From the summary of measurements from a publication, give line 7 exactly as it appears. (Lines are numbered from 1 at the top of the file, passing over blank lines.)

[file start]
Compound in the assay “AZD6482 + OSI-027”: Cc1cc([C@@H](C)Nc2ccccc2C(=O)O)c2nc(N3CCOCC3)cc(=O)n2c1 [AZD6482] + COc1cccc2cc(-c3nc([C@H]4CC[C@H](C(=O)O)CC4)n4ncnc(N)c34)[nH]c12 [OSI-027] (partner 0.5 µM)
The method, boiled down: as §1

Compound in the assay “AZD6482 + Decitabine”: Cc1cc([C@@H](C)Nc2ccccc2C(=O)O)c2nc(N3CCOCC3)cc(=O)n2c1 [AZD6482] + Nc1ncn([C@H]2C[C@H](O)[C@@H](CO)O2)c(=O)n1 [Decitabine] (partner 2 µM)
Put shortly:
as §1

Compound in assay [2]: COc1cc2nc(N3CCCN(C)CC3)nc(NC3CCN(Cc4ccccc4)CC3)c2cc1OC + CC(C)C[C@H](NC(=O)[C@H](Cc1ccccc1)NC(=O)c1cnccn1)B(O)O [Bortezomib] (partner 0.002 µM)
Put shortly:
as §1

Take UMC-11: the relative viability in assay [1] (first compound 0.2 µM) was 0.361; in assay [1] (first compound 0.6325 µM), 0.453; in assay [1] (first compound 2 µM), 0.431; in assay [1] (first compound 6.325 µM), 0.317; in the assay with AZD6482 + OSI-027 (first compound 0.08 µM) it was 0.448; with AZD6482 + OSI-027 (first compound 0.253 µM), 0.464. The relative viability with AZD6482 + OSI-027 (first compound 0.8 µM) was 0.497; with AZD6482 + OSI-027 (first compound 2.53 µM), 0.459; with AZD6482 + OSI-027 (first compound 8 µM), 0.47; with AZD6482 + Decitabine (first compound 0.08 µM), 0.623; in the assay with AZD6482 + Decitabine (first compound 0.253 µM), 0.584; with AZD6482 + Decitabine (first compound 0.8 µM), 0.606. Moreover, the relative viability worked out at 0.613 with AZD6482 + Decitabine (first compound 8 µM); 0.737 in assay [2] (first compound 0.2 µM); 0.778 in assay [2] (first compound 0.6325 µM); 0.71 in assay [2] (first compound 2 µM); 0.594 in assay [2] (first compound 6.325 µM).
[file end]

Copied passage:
Put shortly: